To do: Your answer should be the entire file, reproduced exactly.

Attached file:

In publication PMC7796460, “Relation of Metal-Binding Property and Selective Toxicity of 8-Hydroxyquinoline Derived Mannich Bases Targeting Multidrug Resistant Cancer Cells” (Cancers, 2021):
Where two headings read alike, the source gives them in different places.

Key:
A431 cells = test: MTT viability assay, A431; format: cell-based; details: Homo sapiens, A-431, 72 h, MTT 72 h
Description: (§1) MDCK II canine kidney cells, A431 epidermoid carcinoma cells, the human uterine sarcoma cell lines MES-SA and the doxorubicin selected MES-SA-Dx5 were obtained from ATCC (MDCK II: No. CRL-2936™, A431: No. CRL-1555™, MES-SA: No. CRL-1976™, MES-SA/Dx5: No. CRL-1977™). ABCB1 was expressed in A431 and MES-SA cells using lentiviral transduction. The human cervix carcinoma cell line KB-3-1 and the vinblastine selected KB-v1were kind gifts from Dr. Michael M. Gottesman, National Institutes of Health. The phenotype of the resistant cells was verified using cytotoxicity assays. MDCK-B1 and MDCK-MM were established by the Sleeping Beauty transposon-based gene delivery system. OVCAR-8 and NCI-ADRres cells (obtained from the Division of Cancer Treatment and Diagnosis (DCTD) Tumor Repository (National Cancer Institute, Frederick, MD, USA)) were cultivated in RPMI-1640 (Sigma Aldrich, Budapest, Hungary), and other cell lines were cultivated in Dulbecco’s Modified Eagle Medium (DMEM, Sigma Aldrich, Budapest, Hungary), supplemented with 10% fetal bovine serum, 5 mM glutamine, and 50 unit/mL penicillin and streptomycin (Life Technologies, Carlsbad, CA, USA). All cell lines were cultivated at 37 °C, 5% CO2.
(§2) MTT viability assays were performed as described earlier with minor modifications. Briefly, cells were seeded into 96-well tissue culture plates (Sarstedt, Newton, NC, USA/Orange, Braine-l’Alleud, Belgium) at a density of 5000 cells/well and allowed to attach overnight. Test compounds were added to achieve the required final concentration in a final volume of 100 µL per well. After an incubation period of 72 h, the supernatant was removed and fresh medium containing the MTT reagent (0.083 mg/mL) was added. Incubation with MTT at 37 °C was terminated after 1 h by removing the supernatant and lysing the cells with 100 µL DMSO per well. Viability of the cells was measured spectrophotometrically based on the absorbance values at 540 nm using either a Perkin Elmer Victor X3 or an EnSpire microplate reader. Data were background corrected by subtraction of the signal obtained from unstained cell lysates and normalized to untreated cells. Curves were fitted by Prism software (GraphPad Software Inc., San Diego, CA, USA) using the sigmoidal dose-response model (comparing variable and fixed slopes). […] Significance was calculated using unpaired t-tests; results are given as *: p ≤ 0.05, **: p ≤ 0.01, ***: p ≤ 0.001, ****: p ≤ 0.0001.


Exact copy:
In publication PMC7796460, “Relation of Metal-Binding Property and Selective Toxicity of 8-Hydroxyquinoline Derived Mannich Bases Targeting Multidrug Resistant Cancer Cells” (Cancers, 2021):
Where two headings read alike, the source gives them in different places.

Key:
A431 cells = test: MTT viability assay, A431; format: cell-based; details: Homo sapiens, A-431, 72 h, MTT 72 h
Description: (§1) MDCK II canine kidney cells, A431 epidermoid carcinoma cells, the human uterine sarcoma cell lines MES-SA and the doxorubicin selected MES-SA-Dx5 were obtained from ATCC (MDCK II: No. CRL-2936™, A431: No. CRL-1555™, MES-SA: No. CRL-1976™, MES-SA/Dx5: No. CRL-1977™). ABCB1 was expressed in A431 and MES-SA cells using lentiviral transduction. The human cervix carcinoma cell line KB-3-1 and the vinblastine selected KB-v1were kind gifts from Dr. Michael M. Gottesman, National Institutes of Health. The phenotype of the resistant cells was verified using cytotoxicity assays. MDCK-B1 and MDCK-MM were established by the Sleeping Beauty transposon-based gene delivery system. OVCAR-8 and NCI-ADRres cells (obtained from the Division of Cancer Treatment and Diagnosis (DCTD) Tumor Repository (National Cancer Institute, Frederick, MD, USA)) were cultivated in RPMI-1640 (Sigma Aldrich, Budapest, Hungary), and other cell lines were cultivated in Dulbecco’s Modified Eagle Medium (DMEM, Sigma Aldrich, Budapest, Hungary), supplemented with 10% fetal bovine serum, 5 mM glutamine, and 50 unit/mL penicillin and streptomycin (Life Technologies, Carlsbad, CA, USA). All cell lines were cultivated at 37 °C, 5% CO2.
(§2) MTT viability assays were performed as described earlier with minor modifications. Briefly, cells were seeded into 96-well tissue culture plates (Sarstedt, Newton, NC, USA/Orange, Braine-l’Alleud, Belgium) at a density of 5000 cells/well and allowed to attach overnight. Test compounds were added to achieve the required final concentration in a final volume of 100 µL per well. After an incubation period of 72 h, the supernatant was removed and fresh medium containing the MTT reagent (0.083 mg/mL) was added. Incubation with MTT at 37 °C was terminated after 1 h by removing the supernatant and lysing the cells with 100 µL DMSO per well. Viability of the cells was measured spectrophotometrically based on the absorbance values at 540 nm using either a Perkin Elmer Victor X3 or an EnSpire microplate reader. Data were background corrected by subtraction of the signal obtained from unstained cell lysates and normalized to untreated cells. Curves were fitted by Prism software (GraphPad Software Inc., San Diego, CA, USA) using the sigmoidal dose-response model (comparing variable and fixed slopes). […] Significance was calculated using unpaired t-tests; results are given as *: p ≤ 0.05, **: p ≤ 0.01, ***: p ≤ 0.001, ****: p ≤ 0.0001.